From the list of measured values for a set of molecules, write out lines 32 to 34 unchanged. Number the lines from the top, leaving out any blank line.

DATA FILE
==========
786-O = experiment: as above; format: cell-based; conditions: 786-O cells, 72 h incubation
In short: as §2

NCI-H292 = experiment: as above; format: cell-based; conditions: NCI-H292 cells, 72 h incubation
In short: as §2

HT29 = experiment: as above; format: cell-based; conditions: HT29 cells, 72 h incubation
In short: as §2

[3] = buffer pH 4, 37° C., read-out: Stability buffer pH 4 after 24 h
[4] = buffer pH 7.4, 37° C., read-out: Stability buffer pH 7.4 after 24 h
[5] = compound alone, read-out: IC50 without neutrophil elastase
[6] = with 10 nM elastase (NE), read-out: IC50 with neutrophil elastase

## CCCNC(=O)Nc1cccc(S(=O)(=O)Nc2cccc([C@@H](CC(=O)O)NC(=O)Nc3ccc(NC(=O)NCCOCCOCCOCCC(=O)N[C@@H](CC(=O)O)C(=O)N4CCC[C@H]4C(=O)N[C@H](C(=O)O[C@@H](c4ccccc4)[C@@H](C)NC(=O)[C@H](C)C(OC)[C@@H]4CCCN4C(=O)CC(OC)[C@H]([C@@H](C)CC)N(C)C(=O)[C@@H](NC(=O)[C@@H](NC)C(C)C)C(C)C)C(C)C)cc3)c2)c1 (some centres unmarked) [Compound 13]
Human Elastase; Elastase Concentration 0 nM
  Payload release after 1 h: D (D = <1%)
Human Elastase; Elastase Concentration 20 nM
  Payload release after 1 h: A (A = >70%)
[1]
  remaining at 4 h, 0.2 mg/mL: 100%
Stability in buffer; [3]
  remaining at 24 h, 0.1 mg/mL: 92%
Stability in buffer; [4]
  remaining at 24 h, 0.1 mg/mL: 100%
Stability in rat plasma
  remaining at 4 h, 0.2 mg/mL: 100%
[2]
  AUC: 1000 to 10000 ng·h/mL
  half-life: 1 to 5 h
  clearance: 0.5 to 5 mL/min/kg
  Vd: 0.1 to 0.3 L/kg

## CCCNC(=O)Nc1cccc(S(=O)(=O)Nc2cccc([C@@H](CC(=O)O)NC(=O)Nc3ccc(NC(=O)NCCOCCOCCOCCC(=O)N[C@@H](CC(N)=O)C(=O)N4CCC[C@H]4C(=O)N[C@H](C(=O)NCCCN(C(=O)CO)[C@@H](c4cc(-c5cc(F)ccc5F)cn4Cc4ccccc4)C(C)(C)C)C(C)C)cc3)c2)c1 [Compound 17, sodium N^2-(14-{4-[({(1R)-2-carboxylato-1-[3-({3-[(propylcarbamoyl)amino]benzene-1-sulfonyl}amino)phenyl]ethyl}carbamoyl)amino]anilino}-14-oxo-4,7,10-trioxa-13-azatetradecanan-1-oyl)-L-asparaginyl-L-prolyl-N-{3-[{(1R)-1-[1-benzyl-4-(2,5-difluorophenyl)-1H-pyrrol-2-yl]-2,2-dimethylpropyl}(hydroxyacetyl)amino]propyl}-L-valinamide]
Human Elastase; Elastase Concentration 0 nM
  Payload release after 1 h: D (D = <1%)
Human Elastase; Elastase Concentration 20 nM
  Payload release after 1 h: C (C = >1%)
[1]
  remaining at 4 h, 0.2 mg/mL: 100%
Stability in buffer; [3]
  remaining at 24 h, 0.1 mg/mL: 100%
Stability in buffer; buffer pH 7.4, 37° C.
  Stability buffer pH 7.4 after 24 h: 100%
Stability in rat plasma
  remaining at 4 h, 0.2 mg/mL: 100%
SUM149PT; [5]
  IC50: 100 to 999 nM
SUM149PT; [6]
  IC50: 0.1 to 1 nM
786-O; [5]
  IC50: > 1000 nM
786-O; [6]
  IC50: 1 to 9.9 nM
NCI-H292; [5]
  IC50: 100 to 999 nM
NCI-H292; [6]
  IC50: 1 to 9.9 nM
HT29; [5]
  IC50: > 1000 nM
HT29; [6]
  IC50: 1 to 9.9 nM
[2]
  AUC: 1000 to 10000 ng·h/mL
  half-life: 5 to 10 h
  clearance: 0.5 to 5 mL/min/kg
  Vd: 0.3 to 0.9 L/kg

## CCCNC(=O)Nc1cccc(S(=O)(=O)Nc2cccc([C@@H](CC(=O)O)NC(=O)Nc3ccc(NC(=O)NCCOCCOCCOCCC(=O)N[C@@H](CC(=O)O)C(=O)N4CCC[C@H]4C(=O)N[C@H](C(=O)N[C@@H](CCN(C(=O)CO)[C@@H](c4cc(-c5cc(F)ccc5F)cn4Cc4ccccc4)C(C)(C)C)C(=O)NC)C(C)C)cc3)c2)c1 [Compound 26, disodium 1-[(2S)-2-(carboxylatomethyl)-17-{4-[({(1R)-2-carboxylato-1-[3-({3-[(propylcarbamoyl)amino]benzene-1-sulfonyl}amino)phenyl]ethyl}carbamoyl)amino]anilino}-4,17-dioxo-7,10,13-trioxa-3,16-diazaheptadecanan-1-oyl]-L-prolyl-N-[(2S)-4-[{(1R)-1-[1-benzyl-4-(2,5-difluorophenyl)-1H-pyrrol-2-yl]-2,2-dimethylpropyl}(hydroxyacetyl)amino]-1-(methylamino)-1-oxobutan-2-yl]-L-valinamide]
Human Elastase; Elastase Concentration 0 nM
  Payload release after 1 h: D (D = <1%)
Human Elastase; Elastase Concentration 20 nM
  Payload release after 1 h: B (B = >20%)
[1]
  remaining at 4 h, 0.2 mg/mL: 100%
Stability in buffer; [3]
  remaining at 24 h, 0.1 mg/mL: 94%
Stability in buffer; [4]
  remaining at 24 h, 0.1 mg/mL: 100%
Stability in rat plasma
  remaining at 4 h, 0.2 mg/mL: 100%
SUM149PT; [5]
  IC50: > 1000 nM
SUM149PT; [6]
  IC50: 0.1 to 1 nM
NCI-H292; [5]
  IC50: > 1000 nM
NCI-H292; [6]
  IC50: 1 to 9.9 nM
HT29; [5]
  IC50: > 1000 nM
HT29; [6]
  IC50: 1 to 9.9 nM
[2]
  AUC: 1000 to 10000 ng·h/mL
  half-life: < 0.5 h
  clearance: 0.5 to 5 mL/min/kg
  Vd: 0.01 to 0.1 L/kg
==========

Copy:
Human Elastase; Elastase Concentration 20 nM
  Payload release after 1 h: C (C = >1%)
[1]